The nature of the outer disc can be examined not only from spatial structures and stellar kinematics, but also from the features of stellar populations. In general, chemical abundances and age can characterize stellar populations well. However, elemental abundances can only be available from high signal-to-noise and high spectral resolution data, which are rarely observed in the outer disc. On the other hand, the age of field stars is probably the hardest quantity to be determined. To avoid non-trivial works of determining the age for individual stars, we turn to use some special tracers for stellar disc populations with different ages.

In this work, we select RC stars obtained from the LAMOST survey (Cui et al. 2012 ; Zhao et al. 2012 ) as tracers and compare the structural parameters between younger and older RC populations. The LAMOST survey has covered the Galactic Anti-center region well due to special conditions associated with the site of the telescope (Deng et al. 2012 ; Yao et al. 2012 ). Thus, it can sample the Galactic outer disc beyond the location of the Sun well.

The paper is organized as follows. In Section 2, we outline the RC star catalog identified from LAMOST data, purifying and separating the RC candidate samples and the methods to derive stellar density profiles with spectroscopic data. In Section 3, we show the stellar density maps for younger and older RC populations. The scale heights as functions of R and scale lengths for the two populations are determined. The fraction of the younger population varying with R is also demonstrated in this section. In Section 4, we discuss the influence from interstellar extinction and warp, and compare our results with others. In the same section, we briefly draw conclusions.

2 Data

Wan et al. ( 2015 ) (hereafter, Paper I) identified more than 100 000 RC candidates with [Fe/H]> −0.6 dex from the LAMOST DR2 catalog using seismic calibrated surface gravities from Liu et al. ( 2015 ). The LAMOST DR2 published [Fe/H] and Teff parameters were determined by the LASP pipeline (LAMOST Stellar Parameter Pipeline, Wu et al. 2011 , 2014 ). We adopt a similar approach to identify more RC candidates from the LAMOST DR3 catalog, which totally contains more than 4 million stellar spectra.

Then, we apply the criteria suggested by Tian et al. ( 2016 ) (hereafter, Paper II) to purify the RC candidate samples. Paper II drew the distribution of RC candidates in the [Fe/H] vs. plane, and adopted an empirical separation line to remove red giant branch (RGB) stars (see their fig. 1). Although is an α element, it is more sensitive to log g and . Therefore, [Fe/H] vs. should not significantly reflect the α-abundance. It is also noted that, according to Hayden et al. ( 2015 ), the outer disc is dominated by low-α stars. In other words, the RC stars should not cover a large range of α abundances. Generally speaking, with the same [Fe/H] and log g, RC stars have larger than RGB stars. On the other hand, with the same [Fe/H] and log g, RC stars have smaller log g. Therefore, RC stars and RGB stars should be separated in the [Fe/H] vs. relation. In order to verify the separation line, Paper II overlaid the cross-matched RC stars from Stello et al. ( 2013 ), who used seismic period and frequency to accurately classify primary and secondary RC stars, and RGB stars. Paper II found that about 97% of seismically-identified RC stars are classified by the empirical separation line and the value is 94% for RGB stars.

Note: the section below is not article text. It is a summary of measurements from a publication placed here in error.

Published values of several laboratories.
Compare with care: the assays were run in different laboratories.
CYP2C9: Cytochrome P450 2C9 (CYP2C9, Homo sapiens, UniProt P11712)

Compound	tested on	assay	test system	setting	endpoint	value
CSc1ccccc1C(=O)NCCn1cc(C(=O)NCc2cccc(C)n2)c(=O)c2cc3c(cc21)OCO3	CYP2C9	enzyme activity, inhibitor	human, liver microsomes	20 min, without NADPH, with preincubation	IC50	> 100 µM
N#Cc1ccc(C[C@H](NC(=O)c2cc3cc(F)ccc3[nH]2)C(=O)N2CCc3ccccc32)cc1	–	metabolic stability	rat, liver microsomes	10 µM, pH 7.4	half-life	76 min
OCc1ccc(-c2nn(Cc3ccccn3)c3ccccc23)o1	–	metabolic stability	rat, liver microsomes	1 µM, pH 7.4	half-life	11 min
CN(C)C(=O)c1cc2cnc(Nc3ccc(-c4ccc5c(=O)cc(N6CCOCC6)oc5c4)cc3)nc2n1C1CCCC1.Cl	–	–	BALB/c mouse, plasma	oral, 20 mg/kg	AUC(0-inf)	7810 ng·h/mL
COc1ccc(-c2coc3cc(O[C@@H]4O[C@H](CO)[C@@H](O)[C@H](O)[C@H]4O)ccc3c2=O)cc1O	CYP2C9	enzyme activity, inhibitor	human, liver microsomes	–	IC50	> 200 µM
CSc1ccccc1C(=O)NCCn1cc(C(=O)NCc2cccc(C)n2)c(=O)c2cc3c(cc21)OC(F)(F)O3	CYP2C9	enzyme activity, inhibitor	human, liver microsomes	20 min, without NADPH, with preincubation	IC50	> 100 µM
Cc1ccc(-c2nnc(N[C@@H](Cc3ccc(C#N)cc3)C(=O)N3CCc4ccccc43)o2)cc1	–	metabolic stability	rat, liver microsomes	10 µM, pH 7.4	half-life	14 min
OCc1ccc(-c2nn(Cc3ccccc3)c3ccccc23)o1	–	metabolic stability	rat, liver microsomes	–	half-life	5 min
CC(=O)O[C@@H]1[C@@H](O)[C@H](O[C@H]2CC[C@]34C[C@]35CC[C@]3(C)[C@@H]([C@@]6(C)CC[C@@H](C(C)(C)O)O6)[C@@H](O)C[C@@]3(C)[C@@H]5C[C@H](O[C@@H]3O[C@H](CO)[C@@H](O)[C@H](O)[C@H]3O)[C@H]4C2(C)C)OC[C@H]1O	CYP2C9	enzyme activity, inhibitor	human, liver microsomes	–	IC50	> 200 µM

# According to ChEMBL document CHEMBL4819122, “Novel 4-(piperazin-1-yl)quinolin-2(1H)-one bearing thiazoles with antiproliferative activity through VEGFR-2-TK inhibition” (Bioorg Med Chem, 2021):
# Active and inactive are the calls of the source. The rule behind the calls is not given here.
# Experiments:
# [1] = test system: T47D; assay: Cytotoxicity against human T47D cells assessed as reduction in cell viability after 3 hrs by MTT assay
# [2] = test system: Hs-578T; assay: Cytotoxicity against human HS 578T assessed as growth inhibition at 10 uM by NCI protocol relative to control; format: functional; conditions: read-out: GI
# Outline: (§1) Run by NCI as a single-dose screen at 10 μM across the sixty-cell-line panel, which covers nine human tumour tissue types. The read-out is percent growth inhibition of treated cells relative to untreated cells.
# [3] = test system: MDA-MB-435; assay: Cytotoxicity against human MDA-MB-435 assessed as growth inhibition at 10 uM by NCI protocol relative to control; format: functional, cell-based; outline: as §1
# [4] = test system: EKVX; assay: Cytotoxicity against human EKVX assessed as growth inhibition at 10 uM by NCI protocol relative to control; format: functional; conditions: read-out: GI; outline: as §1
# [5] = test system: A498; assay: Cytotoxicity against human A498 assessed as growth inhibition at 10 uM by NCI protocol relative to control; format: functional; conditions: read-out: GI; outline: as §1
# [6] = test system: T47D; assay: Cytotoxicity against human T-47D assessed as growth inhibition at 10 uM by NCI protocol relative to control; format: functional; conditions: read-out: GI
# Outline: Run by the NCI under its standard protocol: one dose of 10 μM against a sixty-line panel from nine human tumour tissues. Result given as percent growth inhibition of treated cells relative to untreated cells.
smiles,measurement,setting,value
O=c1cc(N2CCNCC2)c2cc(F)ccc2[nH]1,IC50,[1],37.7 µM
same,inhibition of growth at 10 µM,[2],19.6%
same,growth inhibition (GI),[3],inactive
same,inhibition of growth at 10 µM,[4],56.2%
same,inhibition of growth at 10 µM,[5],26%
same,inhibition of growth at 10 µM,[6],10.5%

Fig. 1 The stellar density maps for RCall (top panel), RCold (middle panel) and RCyoung (bottom panel) in the RZ plane. Colors indicate values of .

Paper II also suggested separating the RC samples into younger and older populations from the effective temperature–surface gravity–metallicity space. Because the initial stellar masses of secondary RC stars ( ) are larger than primary ones, secondary RC stars have non-degenerate helium-burning cores. The different evolution tracks for primary and secondary RC stars can be present at different positions in the -log g plane. Paper II used PARSEC isochrones (Bressan et al. 2012 ) to distinguish RC stars younger or older than 2 Gyr in the -log g plane with different metallicities (see their fig. 2). According to Paper II (see their fig. 3), the younger RC population (hereafter RCyoung), which has a mean age of about 2.7 Gyr (covering age from ∼1 Gyr to 6 Gyr), is dominated by secondary RC stars, while the older RC population (hereafter RCold) is dominated by primary RC stars with a mean age of about 4.6 Gyr (covering age from 1 Gyr to 10 Gyr). Both RC populations are younger than typical thick disc or halo populations, but the difference in age is sufficiently large to distinguish the temporal effect in the structure of the thin disc.

Fig. 2 The derived scale heights as functions of R for the RCall (black dots), RCold (red dots) and RCyoung (blue dots) populations. The dashed lines represent the best linear fits of scale heights for the corresponding populations with the same colors. The black solid line is the scale height from López-Corredoira et al. ( 2002 ) divided by 2. The green dotted line and three green squares with error bars indicate the scale height from López-Corredoira & Molgó ( 2014 ) divided by 2 as well.